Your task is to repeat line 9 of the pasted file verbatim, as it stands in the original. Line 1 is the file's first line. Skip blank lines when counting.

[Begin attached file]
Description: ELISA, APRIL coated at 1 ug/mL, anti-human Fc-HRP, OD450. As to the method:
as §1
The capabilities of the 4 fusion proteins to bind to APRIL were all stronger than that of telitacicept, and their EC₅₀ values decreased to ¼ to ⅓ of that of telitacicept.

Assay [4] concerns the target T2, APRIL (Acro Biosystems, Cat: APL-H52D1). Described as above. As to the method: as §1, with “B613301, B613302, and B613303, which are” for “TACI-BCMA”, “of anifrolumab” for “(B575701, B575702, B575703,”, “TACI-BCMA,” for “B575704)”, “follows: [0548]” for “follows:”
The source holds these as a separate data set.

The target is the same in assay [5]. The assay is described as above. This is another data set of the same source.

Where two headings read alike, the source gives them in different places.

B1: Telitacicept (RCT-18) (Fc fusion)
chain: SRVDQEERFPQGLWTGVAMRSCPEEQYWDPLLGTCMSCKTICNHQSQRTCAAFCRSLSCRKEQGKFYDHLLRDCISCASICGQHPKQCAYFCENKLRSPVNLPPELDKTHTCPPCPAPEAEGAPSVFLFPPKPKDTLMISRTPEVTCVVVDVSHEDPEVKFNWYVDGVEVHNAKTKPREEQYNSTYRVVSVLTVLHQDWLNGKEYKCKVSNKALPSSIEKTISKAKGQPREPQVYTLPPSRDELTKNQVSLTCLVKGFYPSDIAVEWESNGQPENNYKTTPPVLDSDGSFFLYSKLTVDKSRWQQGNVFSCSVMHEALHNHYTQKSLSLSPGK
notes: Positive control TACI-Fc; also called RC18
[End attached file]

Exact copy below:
chain: SRVDQEERFPQGLWTGVAMRSCPEEQYWDPLLGTCMSCKTICNHQSQRTCAAFCRSLSCRKEQGKFYDHLLRDCISCASICGQHPKQCAYFCENKLRSPVNLPPELDKTHTCPPCPAPEAEGAPSVFLFPPKPKDTLMISRTPEVTCVVVDVSHEDPEVKFNWYVDGVEVHNAKTKPREEQYNSTYRVVSVLTVLHQDWLNGKEYKCKVSNKALPSSIEKTISKAKGQPREPQVYTLPPSRDELTKNQVSLTCLVKGFYPSDIAVEWESNGQPENNYKTTPPVLDSDGSFFLYSKLTVDKSRWQQGNVFSCSVMHEALHNHYTQKSLSLSPGK